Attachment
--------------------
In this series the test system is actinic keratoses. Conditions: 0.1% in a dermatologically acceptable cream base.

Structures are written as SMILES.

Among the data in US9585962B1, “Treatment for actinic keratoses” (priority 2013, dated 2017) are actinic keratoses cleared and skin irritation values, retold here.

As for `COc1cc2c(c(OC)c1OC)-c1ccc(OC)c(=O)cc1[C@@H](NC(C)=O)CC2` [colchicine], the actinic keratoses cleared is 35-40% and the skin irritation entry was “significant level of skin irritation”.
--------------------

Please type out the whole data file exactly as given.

In this series the test system is actinic keratoses. Conditions: 0.1% in a dermatologically acceptable cream base.

Structures are written as SMILES.

Among the data in US9585962B1, “Treatment for actinic keratoses” (priority 2013, dated 2017) are actinic keratoses cleared and skin irritation values, retold here.

As for `COc1cc2c(c(OC)c1OC)-c1ccc(OC)c(=O)cc1[C@@H](NC(C)=O)CC2` [colchicine], the actinic keratoses cleared is 35-40% and the skin irritation entry was “significant level of skin irritation”.